Rebecca E. Wolitz, A Corporate Duty to Rescue: Biopharmaceutical Companies and Access to Medications
, 94 Indiana L.J.
__ (forthcoming 2019), available at SSRN
For far too many Americans, prices of pharmaceutical medications pose a major threat to access and, ultimately, wellness. Indeed, drug costs in the United States pose a problem fraught with challenges, one that has led scholars to focus on achieving a lasting regulatory solution. None has been forthcoming. Given the intractability of the problem, creative solutions that go beyond attempting to devise the perfect recipe of governmental intervention are welcome additions to the legal scholarship. In this vein, a particularly creative new article seeks to investigate whether biopharmaceutical companies owe an ethical duty to provide their medications to those who cannot afford them.
In A Corporate Duty to Rescue: Biopharmaceutical Companies and Access to Medications, Rebecca Wolitz grapples with this question. In her piece, Professor Wolitz presents a complete and critical analysis of the structure, enforceability, and workability of a “corporate duty to rescue” (CDTR). Defining a CDTR as the “application of a moral duty to rescue to for-profit companies” regarding access to their products, Wolitz’s analysis is significant, kicking off a conversation that should precede any “self-regulatory changes [corporations] justifiably could be urged to implement.” Indeed, as she notes, “a CDTR is particularly interesting as it offers a moral foundation for corporate self-regulation.” Continue reading "Corporate Responsibility: The Duty to Rescue and Access to Medicine"
Approximately four years ago, the Federal Advisory Committee on Civil Rules established a subcommittee to reform Federal Rule of Civil Procedure 23, the class action rule. The subcommittee engaged in a meticulous review of various class action practices, focusing on such controversial issues as cy pres awards, bad faith objectors, and class action settlements. The subcommittee’s work resulted in the Advisory Committee adopting a package of amendments to Rule 23, which went into effect on December 1, 2018. A good overview of the amendments can be found here. Continue reading "Practice Makes Perfect"
Kevin Toh, Authenticity, Ontology, and Natural History: Some Reflections on Musical and Legal Interpretation,
in Law Under a Democratic Constitution: Essays in Honour of Jeffrey Goldsworthy
(Lisa Crawford, Patrick Emerton, & Dale Smith, eds., 2018), available at SSRN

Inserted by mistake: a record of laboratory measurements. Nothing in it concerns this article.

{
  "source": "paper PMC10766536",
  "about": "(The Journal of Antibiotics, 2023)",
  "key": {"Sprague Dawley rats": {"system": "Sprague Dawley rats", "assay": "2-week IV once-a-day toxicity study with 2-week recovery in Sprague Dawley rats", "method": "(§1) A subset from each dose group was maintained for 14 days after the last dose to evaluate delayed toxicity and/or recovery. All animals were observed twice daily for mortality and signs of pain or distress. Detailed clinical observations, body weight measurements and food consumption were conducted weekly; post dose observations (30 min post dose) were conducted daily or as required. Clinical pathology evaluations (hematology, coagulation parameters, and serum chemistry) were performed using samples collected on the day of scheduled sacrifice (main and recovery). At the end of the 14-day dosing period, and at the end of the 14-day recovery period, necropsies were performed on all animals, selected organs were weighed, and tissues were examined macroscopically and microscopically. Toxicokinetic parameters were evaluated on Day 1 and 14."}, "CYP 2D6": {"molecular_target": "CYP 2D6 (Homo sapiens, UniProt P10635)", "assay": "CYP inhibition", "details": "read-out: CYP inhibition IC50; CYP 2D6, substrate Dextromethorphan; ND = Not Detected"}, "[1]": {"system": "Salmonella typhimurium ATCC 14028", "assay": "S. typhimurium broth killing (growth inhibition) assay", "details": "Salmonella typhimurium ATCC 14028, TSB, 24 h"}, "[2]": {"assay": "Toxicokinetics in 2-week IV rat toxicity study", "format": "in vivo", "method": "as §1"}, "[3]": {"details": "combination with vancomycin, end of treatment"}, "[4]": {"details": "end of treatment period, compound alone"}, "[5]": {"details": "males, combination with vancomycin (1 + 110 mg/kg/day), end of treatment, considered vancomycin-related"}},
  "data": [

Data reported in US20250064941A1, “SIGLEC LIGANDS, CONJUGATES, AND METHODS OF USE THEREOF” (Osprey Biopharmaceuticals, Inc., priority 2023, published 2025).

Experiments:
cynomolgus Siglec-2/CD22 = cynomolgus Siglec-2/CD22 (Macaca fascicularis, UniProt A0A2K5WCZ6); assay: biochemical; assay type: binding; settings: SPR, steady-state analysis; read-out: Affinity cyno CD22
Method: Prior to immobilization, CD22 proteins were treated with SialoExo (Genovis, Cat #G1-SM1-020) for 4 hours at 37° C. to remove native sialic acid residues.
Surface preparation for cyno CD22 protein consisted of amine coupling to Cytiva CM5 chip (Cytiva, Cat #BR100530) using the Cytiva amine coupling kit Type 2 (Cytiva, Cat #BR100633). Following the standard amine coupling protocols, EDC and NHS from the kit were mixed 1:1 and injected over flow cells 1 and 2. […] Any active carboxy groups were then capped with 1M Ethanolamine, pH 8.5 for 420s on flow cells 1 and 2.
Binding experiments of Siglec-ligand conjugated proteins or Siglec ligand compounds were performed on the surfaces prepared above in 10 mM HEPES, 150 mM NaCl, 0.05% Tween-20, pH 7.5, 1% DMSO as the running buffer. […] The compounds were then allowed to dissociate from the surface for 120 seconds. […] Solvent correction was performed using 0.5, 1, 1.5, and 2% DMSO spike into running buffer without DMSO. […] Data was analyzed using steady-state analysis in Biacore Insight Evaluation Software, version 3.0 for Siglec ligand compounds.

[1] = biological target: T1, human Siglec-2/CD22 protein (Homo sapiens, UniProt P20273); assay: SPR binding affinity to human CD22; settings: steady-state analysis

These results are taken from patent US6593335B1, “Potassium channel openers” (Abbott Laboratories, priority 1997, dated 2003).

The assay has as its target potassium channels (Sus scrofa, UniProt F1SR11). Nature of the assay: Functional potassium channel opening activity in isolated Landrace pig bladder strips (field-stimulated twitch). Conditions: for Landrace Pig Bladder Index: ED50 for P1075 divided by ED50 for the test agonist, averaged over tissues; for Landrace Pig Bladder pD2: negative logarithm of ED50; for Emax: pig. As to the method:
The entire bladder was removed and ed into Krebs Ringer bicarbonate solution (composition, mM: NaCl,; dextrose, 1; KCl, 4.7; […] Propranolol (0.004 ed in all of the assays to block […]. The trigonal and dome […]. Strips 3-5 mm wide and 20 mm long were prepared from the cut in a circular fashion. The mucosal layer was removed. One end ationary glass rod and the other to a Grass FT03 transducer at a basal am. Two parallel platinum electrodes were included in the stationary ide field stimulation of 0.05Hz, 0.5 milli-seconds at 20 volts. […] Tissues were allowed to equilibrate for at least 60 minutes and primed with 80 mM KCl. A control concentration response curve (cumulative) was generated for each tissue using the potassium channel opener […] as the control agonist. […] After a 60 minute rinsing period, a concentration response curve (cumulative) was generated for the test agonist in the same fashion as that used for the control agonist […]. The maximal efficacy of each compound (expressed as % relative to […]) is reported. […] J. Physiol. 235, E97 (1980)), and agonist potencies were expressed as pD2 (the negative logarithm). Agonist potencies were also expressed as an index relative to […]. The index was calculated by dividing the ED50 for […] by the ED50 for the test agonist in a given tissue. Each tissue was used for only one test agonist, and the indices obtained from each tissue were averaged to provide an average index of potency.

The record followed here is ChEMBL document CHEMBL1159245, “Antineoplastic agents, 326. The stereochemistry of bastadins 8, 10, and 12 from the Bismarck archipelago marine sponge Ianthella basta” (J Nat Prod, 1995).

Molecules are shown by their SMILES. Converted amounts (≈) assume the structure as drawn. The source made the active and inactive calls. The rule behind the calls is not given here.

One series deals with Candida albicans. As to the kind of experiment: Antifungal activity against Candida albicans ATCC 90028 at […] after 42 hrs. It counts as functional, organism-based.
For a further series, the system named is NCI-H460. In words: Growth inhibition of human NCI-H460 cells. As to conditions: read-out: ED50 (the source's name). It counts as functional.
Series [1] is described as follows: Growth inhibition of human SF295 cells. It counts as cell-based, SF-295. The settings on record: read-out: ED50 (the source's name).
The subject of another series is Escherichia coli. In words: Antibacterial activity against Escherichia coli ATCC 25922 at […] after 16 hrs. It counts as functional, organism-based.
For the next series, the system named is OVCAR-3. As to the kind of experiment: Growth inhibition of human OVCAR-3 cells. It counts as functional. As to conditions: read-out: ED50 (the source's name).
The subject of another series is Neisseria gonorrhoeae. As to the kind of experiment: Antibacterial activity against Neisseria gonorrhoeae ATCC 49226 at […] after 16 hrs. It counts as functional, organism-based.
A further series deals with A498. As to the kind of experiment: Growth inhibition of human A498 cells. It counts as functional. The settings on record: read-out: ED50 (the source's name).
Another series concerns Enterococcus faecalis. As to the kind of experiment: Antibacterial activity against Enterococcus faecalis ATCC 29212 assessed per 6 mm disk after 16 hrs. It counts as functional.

Kevin Toh’s Authenticity, Ontology, and Natural History: Some Reflections on Musical and Legal Interpretation offers a fresh and lucid discussion of the relationship between constitutional interpretation and musical performance. Toh is by no means the first scholar to have observed the connection between the two pursuits: Jerome Frank, Richard Posner, Sanford Levinson and Jack Balkin, and others have noted and analyzed the shared nature of the challenges that judges and musicians confront. But Toh’s article, written in honor of the Australian philosopher Jeff Goldsworthy, offers a welcome contribution to this intriguing line of inquiry, mining the music-law analogy for rich and revealing insights about the values of authenticity and fidelity as they apply to both of these interpretive endeavors.
Toh begins his discussion by highlighting an oft-analyzed issue within the philosophy of music—namely, that of the “ontological status” of musical works (P. 3.) When we talk about songs, sonatas, symphonies, and the like, what exactly are the objects to which we refer? Toh dismisses the possibility that a musical work is equivalent to the physical score that demarcates it. (Scores, after all, can be annotated, shredded, or left at home, and that is hardly true as to a “cantata” or “concerto.”) He also rejects the possibility that a musical work equates to a “score-type”—an abstract representation of the score’s particular instructions (P. 3.) Score-types often fail to specify important components of a musical performance, including components that are “important enough to be considered nonoptional if the performances are to count as performances of the relevant works” (P. 4.) And he further rejects the possibility of treating the musical work as equivalent to the “meaning” of the score, where the score’s meaning is understood to be the performance that the score as a whole prescribes (P. 5.) This conception too, Toh argues, fails to acknowledge the fundamental incompleteness of the score’s demands. Plodding through the notes on a page is not the same thing as performing the piece. A “true” and “authentic” version of the piece requires phrasings, voicings, dynamics, and other expressive elements that the score does not always convey. Continue reading "Of Constitutions and Concertos"